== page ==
Self-Editing Hacks You Can’t Live Without

Don't Embarrass Yourself with Obvious Typos

5/16/2016

Have you ever been at a cocktail party and heard yourself utter a piece of gossip that no one should have heard? As the words are leaving your mouth, you try to reel them back in, but it's too late. They've gone out into the world, and now everyone knows that your cat—and your husband—both hate your new neighbors. The same neighbors hosting the party. And standing just four feet away from you holding trays of cocktail wieners and honey-sweetened Daiquiris. Wouldn't you love the chance to stop yourself from making that mistake in public?

You're in luck. You're an author. Authors get to stop themselves from making stupid mistakes in public. The catch is that they have to want to stop themselves.

As an editor, I see a lot of errors on my screen every day. Some of them are pretty basic—a missed period at the end of a sentence or a "their" instead of a "there"—and some of them are amazingly spectacular, such as: "From the depths of hell, Stan arose in his fiery glory." (Yes, the latter is just a simple typo, but what a great typo!)

man with cigar

What's sad, though, is that almost every type of error I see could have been caught if the author had just taken a closer look at what was on the page—and not just what was in his mind.

As I mentioned when talking about the Oxford comma, authors (both fiction and nonfiction) tend to live so much within the world they create that they read what they want to read on the page (or screen) instead of what is actually there.

How do you get around that? There are as many different techniques as there are people who don't write but like to give writing advice (yeah… we all know one or two of those folks), but here are some of my favorites:

Read What You've Written Out Loud

Yes, out loud. You're much more likely to notice what's actually on the page if you have to pronounce each word and listen to it. Of course, this only works if you truly read each word. You can't simply read it all really fast and assume that it's correct. Read it like a script. You'll find the places where you left in typos, as well as the places where the punctuation might be wonky.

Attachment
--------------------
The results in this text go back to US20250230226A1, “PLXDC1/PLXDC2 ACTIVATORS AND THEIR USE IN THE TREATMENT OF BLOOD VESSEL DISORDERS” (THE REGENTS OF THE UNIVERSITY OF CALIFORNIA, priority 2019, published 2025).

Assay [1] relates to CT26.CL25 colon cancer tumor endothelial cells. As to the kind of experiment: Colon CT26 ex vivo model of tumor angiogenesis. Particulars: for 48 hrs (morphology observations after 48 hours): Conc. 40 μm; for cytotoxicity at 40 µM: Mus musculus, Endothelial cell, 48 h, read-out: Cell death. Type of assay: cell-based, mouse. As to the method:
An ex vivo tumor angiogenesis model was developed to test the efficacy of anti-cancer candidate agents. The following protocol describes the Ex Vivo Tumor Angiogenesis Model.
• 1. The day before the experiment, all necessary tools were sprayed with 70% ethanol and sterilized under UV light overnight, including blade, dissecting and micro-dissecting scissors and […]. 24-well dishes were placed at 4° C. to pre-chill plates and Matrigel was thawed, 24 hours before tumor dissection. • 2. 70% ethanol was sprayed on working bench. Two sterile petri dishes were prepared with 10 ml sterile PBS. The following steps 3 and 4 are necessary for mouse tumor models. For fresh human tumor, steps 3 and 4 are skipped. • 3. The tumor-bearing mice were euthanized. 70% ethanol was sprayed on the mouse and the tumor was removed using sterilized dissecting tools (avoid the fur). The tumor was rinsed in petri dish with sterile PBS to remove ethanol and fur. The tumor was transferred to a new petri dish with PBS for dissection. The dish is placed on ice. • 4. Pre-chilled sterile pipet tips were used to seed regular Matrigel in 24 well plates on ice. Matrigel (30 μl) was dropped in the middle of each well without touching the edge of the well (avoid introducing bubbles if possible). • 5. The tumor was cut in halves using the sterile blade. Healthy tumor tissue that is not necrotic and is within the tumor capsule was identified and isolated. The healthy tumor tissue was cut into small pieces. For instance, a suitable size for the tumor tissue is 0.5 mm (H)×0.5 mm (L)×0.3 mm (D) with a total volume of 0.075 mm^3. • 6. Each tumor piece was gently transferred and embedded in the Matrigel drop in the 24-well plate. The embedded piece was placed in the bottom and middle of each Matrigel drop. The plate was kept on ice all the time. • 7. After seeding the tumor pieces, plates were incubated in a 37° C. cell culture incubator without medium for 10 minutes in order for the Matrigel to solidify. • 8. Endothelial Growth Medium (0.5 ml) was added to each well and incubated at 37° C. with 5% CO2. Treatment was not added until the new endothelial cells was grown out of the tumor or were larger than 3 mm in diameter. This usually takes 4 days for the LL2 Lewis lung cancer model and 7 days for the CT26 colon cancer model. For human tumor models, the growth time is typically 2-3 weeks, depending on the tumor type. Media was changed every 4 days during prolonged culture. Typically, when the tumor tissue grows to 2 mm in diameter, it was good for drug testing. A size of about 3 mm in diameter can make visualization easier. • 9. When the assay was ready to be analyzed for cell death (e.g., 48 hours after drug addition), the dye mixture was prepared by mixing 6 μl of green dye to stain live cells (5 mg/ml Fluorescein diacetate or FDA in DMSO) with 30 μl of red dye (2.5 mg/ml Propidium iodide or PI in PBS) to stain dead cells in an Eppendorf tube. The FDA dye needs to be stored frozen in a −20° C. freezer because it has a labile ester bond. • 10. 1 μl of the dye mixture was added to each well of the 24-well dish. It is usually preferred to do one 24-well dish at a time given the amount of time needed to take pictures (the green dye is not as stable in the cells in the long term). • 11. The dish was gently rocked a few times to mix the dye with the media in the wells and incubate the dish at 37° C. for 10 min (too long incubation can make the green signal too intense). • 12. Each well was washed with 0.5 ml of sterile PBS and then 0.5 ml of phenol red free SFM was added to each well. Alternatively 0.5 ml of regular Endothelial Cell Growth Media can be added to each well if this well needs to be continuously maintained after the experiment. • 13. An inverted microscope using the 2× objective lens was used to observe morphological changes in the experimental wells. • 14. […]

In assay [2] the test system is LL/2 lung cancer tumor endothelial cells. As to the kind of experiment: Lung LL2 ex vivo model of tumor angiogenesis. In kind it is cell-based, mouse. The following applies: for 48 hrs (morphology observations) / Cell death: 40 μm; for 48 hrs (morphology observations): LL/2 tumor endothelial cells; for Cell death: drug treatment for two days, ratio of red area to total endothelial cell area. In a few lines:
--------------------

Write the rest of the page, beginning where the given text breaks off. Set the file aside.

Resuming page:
For bonus points, have a friend read it aloud to you. I recommend someone you can pay in pizza, cat-sitting, or a reciprocal reading, since this may take a few hours/days.

wood letters

Read It Backwards

Okay. This isn't easy. It's going to take some time. But if you know that you're prone to typing faster than you think, this could be a real eye-opener for you. Reading backward takes the context out of the words and forces you to see what's truly on the page. If it's not what you intended, you can change it before anyone else knows.

Re-Run Your Spellcheck and Grammar Check After You've Completed Your Work

My personal vote is to always have the spellcheck and grammar check pointing things out on my screen as I type. Yes, it can be annoying (after all, both programs are incredibly literal), but it forces me to rethink everything I leave on the screen.

Then—when I'm completely done—I re-run it with as tight a settings as possible (depending on your word processing program, you might even have "check spelling for context" as an option), and force it to re-check everything (even the things you've already declared to be okay).

This will force you to go back through the manuscript and look at everything the computer thinks might be wrong, but that you ignored the first time around. It's annoying as all get-out, but it works.

clock passing time

The Best Self-Editing Technique, However, Can Be Summed Up in One Word: Time

You may have noticed that the three previous suggestions each force you to slow down and truly read what's on the page. But if you're doing this the day after you've "finished" writing, you likely still have the whole book in your head. That preconceived notion of what you're going to read makes it much easier to miss the sometimes-glaring errors that others will see.

If you have the chance, close your files and put the manuscript away for at least a week (a month or two is better), then pull it back up and look at it again. (I'll admit that this is where having a printed copy that you can physically slam into a file drawer would be much more satisfying.) I've heard this referred to as the "oh shit" stage of self-editing, because when you re-open that file, you're bound to see errors in what you were sure was a perfect manuscript.

Why do these techniques work? Because each one, in its way, allows you to look at a manuscript as a reader, instead of a writer.

Now, I'm not going to lie. I work as an editor. I make my living as an editor. If every writer actually got really good at self-editing, my livelihood would fade away. Somehow, even though I'm giving away my secrets, I suspect that there will always be rushed authors who can't be bothered with fixing their own errors—just as there will always be someone at a cocktail party trying to eat a cocktail wiener around the foot he's just placed in his mouth.

Wouldn’t it be nice if that was always someone else, though, and not you?

What self-editing tricks do you use? Send them my way, and I'll try to include the best tips in a future article.

 

Editing

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Robert Schmidt

Robert Schmidt spends much of his time helping others craft their best work while he searches for hidden treasures.

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